Unsympathetic listeners and readers occasionally want to pretend that music (or prose) like this, and most especially program-note descriptions like this, are "merely academic." But, like other music they often nevertheless admire, this music is philosophy in tones, and furthermore written according to scientific models, philosophy and science that produce the governmental systems and technological conveniences to which they want to claim everyday, even moment-to-moment entitlement. If I have written music no easier to play than Hegel or the Buddha is to read and understand, I can at least be sure it is easier, or at least takes less time, to listen to my music that contemplate these thinkers. The "accusation" of academicism is not a competent complaint, since to return mere repudiation for the causes of astonishment is obviously petty. (One irony of the repudiation for being "academic" is that it is by definition academic. You are classified by that which you classify.) Such listeners and readers sound to me like aborigines who think the swamp is to be preferred to the farm. They sound like ancient Greeks who think is dishonorable that Macedonians or Romans would march in formation. It is their own limited imagination that causes them to push such work away. But since, as I have tried to express, I know there is shall we say a verisimilutude between the use people can put to intellectual advances (be they philosophical or technical), and their own willingness to employ them, it is to their own disadvantage that some persons institutionalize advanced art. (You are institutionalized by that which you institutionalize.)

It should be no surprise that such an ambitious technical agenda as that of the FANTASTIC INTERVENTION resulted in a piece that is very difficult to play. It seems to be a passion of mine to compose tours-de-force. I am grateful for the comparison to Hegel, it can make more sense of both of us. Maybe more people will want to read Hegel if they have this music as a paradigm. Twelve minutes of my music might be worth the effort of the comparison, and who knows, listeners might enjoy it.

I think it can be said that if an expert violinst spent no more time practicing this piece than I spent writing it and preparing the score(s), and this long program note too, they would probably be able to play it. If they also spent the time practicing it that I have sepnt reading to understand it, they would have one hell of a bang-up performance under their belts. Some of the passages in the piece can be I feel be downright luminous in performance. So I am not asking a player to invest more time than I have done. Preparing the second edition of this piece has confirmed me in my enthusiasm for this music and the belief that it has something important to do in the contemporary world.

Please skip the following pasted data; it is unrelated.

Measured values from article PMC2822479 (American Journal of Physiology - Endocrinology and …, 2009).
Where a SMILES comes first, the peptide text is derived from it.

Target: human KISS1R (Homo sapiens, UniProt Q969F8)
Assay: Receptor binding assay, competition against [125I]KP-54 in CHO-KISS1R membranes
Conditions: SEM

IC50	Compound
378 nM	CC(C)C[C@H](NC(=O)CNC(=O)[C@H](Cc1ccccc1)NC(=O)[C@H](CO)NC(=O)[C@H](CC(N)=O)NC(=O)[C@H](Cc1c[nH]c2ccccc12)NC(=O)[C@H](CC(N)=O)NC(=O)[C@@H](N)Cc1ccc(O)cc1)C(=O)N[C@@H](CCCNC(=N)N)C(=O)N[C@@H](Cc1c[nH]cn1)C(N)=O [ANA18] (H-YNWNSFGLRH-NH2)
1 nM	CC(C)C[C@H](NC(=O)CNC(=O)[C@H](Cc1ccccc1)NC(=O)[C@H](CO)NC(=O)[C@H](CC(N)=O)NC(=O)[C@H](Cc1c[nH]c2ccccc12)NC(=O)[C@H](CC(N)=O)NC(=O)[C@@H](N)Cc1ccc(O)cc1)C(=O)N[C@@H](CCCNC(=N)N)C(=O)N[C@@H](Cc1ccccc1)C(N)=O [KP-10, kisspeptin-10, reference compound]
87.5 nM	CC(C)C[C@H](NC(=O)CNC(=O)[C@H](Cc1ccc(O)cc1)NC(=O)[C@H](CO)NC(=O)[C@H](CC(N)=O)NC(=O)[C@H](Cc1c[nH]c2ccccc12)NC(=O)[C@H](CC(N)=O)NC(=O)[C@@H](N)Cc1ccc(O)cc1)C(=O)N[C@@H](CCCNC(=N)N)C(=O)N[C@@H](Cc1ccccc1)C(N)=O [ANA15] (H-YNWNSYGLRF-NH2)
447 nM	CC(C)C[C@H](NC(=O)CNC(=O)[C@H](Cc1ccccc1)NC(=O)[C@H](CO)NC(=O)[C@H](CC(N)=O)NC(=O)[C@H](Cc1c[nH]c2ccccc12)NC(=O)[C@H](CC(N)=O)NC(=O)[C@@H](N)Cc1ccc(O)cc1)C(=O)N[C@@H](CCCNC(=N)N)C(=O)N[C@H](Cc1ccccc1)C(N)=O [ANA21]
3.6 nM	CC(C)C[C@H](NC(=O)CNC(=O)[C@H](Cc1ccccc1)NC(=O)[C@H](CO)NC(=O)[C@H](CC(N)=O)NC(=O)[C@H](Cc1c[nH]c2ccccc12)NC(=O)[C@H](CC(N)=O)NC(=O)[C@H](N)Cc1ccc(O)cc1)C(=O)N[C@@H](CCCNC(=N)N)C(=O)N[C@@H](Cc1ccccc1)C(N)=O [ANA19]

There is probably a similar though smaller difference between Kant and Hegel than between Bach and my FANTASTIC INTERVENTION. The gist of the piece is dramatic and the context of my music - emerging in a manner very carefully planned in all respects down to the smallest pitch and formal details - from Bach's is meant to both obviate the usual catechisms of stylistic matters and to suggest the marvelous flight of fantasy that I think is possible from, and to, any point in the vast code of human existence that is history. I am especially glad I came up with this music before the idea of internet links was known, so I can say I came by this idea myself.

The use of simultaneous forms is frequent in my work. The use of such forms together with pitch-multiplication operations was further developed in the oratorio SCRITTI DI LEONARDO. A formal design of the piece used during precompositional planning is on the right.

The work now called FANTASTIC INTERVENTION, Palimpsest on Bach was written in 1979 while I was in Edwin Dugger's composition seminar at U.C. Berkeley and first played by Maryvonne LeDizes in France, and then in San Francisco at the 1986 Ariel Valentine's Day Concert while Miss LeDizes was on tour with Pierre Boulez during his historic REPONS tour with the Ensemble InterContemporain.

My antiphonal vocal octet THE SCREAM THAT PEAKS PAST FEAR was also given at that concert. Ariel believed in intense Valentine's Days.

A recording of Miss LeDizes performance, made live at that concert, is on the CD set MODERNISM FOREVER.


First posted November 25, 2009.
The Second Edition of the work was uploaded August 26, 2012.
The first version of this revised program note was posted August 29, 2012.
This page was last revised December 9, 2014.